Although Anne Bronte is one of the least well-known Bronte sisters, I thoroughly enjoyed this novel. The style seemed like a mix between Charlotte Bronte and Jane Austen. It has a similar style to Charlotte Bronte with the feminist themes, coupled with beautiful and accurate observations of characters/setting, but it also resembles Austen’s style that is lighter and more relationship-focused than that of Charlotte Bronte.

I loved that the novel used some of the Gothic elements, like many Victorian novels, including Jane Eyre (one of my top 5 favorites). The Tenant of Wildfell Hall presents an interesting adaptation of the Byronic hero that is present in so many Gothic novels, in that the hero is actually a heroine. It’s definitely arguable that Helen Graham, the main character of the novel exhibits the traits of the Byronic hero, or in this case, heroine.

For those who may or may not know, the Byronic hero was named after Lord Byron, as a variation of the romantic hero.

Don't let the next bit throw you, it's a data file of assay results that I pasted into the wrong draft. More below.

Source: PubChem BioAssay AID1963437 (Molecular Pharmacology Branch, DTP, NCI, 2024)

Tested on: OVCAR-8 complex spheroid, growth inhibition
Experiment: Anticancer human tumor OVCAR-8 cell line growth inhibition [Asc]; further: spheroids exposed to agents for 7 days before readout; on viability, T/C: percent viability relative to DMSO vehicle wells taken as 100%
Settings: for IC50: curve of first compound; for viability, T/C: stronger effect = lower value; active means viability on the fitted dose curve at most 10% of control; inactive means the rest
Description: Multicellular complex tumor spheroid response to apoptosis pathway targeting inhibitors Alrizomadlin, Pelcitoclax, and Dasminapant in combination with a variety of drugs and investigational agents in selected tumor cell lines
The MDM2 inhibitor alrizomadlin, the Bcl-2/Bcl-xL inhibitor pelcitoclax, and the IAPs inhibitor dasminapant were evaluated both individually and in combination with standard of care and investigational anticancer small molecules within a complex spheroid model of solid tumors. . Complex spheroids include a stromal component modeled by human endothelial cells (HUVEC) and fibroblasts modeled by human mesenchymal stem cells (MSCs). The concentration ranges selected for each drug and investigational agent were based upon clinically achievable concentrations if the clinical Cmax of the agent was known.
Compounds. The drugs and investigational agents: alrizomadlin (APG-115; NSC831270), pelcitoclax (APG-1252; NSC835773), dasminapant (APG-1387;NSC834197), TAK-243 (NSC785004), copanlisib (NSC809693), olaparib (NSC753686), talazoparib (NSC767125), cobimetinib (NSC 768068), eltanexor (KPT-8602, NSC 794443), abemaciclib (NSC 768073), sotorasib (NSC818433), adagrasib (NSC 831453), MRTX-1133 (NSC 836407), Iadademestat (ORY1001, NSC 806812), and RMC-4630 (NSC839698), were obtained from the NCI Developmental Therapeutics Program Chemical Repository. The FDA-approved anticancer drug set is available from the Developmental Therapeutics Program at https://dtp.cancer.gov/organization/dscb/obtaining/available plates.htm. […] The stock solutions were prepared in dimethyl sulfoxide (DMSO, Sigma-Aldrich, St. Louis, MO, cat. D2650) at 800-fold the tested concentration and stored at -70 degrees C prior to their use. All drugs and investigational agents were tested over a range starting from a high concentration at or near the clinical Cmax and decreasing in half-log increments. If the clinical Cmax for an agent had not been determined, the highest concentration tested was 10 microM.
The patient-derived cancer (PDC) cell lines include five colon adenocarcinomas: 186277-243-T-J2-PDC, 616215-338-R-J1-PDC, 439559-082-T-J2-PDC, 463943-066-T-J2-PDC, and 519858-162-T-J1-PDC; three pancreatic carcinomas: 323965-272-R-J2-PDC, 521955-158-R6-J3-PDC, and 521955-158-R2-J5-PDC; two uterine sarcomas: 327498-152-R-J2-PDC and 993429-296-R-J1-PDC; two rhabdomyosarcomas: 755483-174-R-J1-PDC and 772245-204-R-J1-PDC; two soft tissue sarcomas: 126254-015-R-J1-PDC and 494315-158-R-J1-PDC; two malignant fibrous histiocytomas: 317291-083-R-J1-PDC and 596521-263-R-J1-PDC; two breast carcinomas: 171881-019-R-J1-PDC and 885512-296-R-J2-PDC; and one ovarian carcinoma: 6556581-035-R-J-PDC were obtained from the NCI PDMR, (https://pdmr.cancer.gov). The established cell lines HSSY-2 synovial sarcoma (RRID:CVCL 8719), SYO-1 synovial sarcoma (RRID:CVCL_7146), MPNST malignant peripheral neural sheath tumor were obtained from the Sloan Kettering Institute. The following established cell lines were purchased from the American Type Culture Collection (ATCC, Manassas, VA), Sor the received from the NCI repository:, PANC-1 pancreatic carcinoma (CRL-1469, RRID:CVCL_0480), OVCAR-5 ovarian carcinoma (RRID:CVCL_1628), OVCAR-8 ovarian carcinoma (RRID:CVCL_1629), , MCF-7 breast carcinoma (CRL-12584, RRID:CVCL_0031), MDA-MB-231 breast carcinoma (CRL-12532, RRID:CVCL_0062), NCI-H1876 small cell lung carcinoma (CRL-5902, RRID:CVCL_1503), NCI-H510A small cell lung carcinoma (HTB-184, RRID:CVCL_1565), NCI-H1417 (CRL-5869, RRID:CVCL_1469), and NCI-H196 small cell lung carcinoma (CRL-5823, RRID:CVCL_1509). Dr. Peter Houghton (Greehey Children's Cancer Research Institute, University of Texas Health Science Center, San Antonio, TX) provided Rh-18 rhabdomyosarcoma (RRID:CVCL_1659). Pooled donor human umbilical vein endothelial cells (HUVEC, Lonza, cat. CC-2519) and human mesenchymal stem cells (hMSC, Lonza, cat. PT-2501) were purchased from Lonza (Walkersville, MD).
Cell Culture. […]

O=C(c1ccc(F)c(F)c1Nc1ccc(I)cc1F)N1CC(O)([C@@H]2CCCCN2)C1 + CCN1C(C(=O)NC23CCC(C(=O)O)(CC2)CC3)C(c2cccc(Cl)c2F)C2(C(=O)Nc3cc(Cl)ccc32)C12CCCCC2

Character traits of the Byronic hero include: high level of intelligence/ keen observation skills; cunning and adaptability; sophisticated/ educated; self-critical/ introspective; mysterious/brooding, but also charismatic/ magnetic; struggles with integrity; power of seduction and sexual attraction; social/ sexual dominance. Helen doesn’t necessarily fit every category, but many Byronic heroes won’t check every box.

A brief summary without spoilers: A mysterious widow arrives at Wildfell Hall, a manor near Gilbert Markham, the narrator of the first and third parts of the novel. He observes her with great interest and begins to learn about her life, despite her wishes to remain as isolated as possible from the world around her. However, Mr. Markham and Arthur, Helen’s son, soon form a strong bond, and Helen is eventually drawn into a friendship with Mr. Markham. Helen harbors secrets though, that if the truth was found out, her and little Arthur’s lives could be drastically changed forever.

That’s all I’ll say of that. There are elements of mystery and intrigue, as well as romance and heartbreak. If you’re looking for drama and Victorian gossip, there’s some of that as well. Honestly, it has all the elements of a great novel, and the characterization is vivid. I thoroughly enjoyed this novel and would recommend it to anyone remotely interested in Victorian literature.

Reading Challenge Update #3